Hidden Gems: Penn State-Michigan State 1993

Before joining the Big Ten in 1993, the Nittany Lions dominated college football as an independent team in the 1980s. Penn State won six bowl games from 1980-89, including three Fiesta Bowls and one Sugar Bowl. Penn State finished in the AP Top Ten five times in the 80s, and twice as number one. Joe Paterno’s teams won two national championships in the 80s. Despite two losing seasons, the '80s were a great time for the Nittany Lions.

The next time Penn State would come close to the number one spot was 1994. Paterno’s teams were 37-12 leading up to '94, and '93 was a great year. Some might say that the final game of that season against Michigan State set the tone for the run to the top in '94.

The Nittany Lions opened their first Big Ten season with five back-to-back wins, but eventually fell to Michigan and Ohio State consecutively. Penn State was able to compete with Michigan for the first three quarters, but the Wolverines held Ki-Jana Carter back from the goal line in the opening play of the fourth quarter, and that’s pretty much when it ended. I guess it officially ended when Kerry Collins threw an interception within the last minute of the game.

Ohio State handed the Nittany Lions their second loss of the season at Ohio Stadium two weeks later. Prior to this matchup Penn State was 6-2 against Ohio State. The last time they saw the Buckeyes was at the Fiesta Bowl in 1980 when the Nittany Lions crushed them 31-19. The Buckeyes would be vindicated in ‘93, though. Ohio State was undefeated and ranked third in the nation. The Buckeyes held Penn State to two field goals and Kerry Collins was intercepted multiple times. Ohio State finished the '93 season with only one loss.

Despite the two consecutive losses, the Nittany Lions bounced back to win out the rest of their season. They capped off their season with a win in East Lansing, where they squeaked out a win against Michigan State to take home the legendary Land Grant Trophy. The Big Ten was really on to something when they designated Penn State and Michigan State as rivals, meaning they would duel it out annually to prove which land-grant school was bigger and tougher and badder.

But I digress. This really was a great game. Michigan State was ranked 25, and Penn State was sitting at the number 14 spot. The field was a disaster, and play on both sides reflected that. Michigan State took a 13-0 lead early on, but Mike Archie went right up the middle (in true Paterno form) to put some points on the board. Michigan State immediately responded with another seven points, and this is pretty much how it went for the rest of the second quarter. By halftime Penn State had narrowed that gap to a one-score deficit, 23-17.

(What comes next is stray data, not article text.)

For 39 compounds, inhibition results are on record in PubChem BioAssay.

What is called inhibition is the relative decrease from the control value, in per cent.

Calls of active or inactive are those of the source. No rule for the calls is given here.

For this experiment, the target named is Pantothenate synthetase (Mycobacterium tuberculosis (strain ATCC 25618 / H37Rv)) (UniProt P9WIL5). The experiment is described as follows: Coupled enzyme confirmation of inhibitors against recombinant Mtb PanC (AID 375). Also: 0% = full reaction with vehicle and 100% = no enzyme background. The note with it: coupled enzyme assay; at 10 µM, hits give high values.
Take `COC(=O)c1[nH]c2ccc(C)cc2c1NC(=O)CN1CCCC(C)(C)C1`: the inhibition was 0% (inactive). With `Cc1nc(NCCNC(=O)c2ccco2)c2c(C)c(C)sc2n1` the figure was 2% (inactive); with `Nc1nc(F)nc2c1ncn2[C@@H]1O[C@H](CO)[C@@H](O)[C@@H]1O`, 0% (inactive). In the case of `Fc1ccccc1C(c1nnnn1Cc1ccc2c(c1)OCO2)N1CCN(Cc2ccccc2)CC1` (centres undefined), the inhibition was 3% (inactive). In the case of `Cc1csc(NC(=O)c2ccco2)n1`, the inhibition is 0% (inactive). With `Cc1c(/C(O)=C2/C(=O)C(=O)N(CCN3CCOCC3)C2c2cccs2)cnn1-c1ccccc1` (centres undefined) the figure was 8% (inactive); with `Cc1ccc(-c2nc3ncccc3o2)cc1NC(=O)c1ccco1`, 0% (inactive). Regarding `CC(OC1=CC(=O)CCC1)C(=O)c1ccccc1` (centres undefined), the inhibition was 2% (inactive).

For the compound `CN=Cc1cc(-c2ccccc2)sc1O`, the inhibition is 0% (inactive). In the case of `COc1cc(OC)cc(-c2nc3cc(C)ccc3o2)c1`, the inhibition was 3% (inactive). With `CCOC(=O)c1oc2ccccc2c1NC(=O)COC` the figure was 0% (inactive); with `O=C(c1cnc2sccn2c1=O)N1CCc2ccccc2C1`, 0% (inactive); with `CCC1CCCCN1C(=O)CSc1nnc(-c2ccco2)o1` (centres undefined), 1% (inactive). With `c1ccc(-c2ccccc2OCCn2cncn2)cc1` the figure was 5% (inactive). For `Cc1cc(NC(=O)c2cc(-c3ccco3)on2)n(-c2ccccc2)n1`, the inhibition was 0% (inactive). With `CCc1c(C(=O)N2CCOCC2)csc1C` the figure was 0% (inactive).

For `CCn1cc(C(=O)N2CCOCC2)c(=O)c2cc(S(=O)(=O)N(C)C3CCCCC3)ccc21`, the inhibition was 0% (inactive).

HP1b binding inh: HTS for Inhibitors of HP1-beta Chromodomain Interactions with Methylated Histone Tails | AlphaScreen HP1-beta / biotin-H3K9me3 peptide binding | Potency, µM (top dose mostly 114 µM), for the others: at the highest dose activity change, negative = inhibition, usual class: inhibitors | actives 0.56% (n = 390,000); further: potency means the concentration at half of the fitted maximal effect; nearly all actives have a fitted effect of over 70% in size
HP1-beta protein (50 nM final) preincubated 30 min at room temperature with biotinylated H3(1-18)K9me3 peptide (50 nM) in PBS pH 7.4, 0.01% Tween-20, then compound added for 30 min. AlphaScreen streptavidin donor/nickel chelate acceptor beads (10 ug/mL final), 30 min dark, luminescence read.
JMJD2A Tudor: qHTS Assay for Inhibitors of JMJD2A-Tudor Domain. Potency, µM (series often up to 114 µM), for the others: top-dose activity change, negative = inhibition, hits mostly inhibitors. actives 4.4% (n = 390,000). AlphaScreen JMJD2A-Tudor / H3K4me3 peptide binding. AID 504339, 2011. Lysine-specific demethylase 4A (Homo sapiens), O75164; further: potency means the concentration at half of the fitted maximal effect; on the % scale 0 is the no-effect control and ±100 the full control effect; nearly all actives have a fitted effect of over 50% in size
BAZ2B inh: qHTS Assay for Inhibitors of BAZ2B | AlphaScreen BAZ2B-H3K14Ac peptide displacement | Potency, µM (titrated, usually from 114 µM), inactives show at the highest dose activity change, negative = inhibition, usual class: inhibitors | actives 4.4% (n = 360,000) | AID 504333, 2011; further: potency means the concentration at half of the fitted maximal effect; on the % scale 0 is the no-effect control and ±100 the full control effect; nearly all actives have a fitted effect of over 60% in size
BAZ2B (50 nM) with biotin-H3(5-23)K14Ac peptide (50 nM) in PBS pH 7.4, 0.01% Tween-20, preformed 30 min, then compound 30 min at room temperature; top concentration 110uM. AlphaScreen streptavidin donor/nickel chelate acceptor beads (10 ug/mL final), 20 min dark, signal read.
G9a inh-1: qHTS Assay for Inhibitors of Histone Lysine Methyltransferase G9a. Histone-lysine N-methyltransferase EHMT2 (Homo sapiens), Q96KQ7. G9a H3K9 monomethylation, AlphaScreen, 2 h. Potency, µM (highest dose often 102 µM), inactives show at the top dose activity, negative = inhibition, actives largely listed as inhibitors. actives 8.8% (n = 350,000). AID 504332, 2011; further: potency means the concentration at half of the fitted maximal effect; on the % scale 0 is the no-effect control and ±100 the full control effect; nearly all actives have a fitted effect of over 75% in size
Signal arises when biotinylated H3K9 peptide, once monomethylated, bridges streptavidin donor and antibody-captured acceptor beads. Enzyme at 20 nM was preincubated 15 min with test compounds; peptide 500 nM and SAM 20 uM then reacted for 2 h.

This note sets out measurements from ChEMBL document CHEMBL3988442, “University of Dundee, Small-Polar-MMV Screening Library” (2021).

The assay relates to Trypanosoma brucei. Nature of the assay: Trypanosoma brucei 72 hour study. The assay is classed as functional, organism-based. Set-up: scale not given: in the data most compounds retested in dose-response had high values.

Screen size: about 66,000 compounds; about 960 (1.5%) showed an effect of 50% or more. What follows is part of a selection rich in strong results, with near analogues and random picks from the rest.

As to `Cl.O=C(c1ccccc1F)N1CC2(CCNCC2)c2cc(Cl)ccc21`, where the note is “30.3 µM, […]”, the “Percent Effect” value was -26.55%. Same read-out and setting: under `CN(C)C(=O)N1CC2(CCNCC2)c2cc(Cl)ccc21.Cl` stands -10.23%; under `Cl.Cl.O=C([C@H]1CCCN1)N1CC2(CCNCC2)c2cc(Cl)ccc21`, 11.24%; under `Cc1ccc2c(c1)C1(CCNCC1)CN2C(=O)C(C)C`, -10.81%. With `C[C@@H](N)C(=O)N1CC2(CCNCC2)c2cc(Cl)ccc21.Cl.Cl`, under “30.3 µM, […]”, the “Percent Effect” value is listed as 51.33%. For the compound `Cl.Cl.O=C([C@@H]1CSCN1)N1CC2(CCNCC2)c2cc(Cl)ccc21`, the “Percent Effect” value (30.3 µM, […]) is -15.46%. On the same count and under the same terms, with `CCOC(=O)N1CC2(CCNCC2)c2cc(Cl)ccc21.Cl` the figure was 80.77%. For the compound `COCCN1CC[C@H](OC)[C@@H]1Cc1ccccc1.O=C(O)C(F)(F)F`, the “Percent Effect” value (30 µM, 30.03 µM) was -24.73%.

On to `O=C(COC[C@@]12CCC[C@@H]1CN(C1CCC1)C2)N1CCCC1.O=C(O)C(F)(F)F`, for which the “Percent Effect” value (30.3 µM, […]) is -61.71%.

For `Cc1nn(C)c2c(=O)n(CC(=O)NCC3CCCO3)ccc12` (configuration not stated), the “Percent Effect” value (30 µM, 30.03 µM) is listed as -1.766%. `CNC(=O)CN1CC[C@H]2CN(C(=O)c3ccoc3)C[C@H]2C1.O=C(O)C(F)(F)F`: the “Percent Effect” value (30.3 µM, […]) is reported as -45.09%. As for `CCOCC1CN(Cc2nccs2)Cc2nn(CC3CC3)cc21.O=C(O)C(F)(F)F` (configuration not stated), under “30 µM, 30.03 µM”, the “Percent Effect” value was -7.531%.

The Spartans turned to their passing game in the third quarter, and quickly increased their lead to 37-17. It looked as if the Nittany Lions’ winning streak could be over.

And then, they were alive again: Collins completed a 40 yard pass to Bobby Engram, and Penn State was back in the game. They filled that gap even more when the defense recovered a fumble on Michigan State’s 38. Collins drove his team down the field, and with a Brian O’Neal touchdown it was a one score game.

The defense exploded and forced a three and out, and gave the ball back to the offense on their own 48. Collins faked a handoff and completed a 52 yard pass to Engram (that’s three touchdowns in about four minutes, for those of you keeping track). The defense shut down the Spartan offense in the remaining ten minutes to take that Land-Grant Trophy back to Happy Valley. The Nittany Lions finished their first Big Ten season at the number three spot in the conference.

After the win in East Lansing in 1993, Penn State didn’t lose a game until late September, 1995. The Nittany Lions put a beating on more than a few of the teams they faced in ’94. They pounded #21 Ohio State when the Buckeyes traveled to Happy Valley. After they took a 35-0 lead at halftime, Paterno played guys from all over the depth chart, and still managed to put 63 points on the board. On average, the Nittany Lions‘ scoring drives lasted less than two minutes each. This offense was arguably one of the best in the history of college football. With a final score of 63-14, those 14 points are the only reason I can be sure Ohio State even showed up. Penn State was the nation’s number one team.

The 1994 team was Paterno’s fifth to go undefeated. Penn State finished the 1994 season 12-0, number one in the Big Ten, and number two in the nation.

Number two. Another all too familiar story for Penn Staters who can remember ’94 (or have heard about it for as long as they can remember). As history would have it, Penn State was crushing Indiana when Paterno pulled his starters. The Hoosiers scored a couple late touchdowns to make the score look a whole lot closer than it actually was. And then something happened that never ever happens: the voters dropped the ball Sunday morning. Based on the box score, Penn State appeared to have struggled with Indiana (there was no struggle involved). Nebraska, who beat #2 Colorado, was voted up to number one, and Penn State dropped to number two.

I guess we’re about twenty years too late with that college football playoff.


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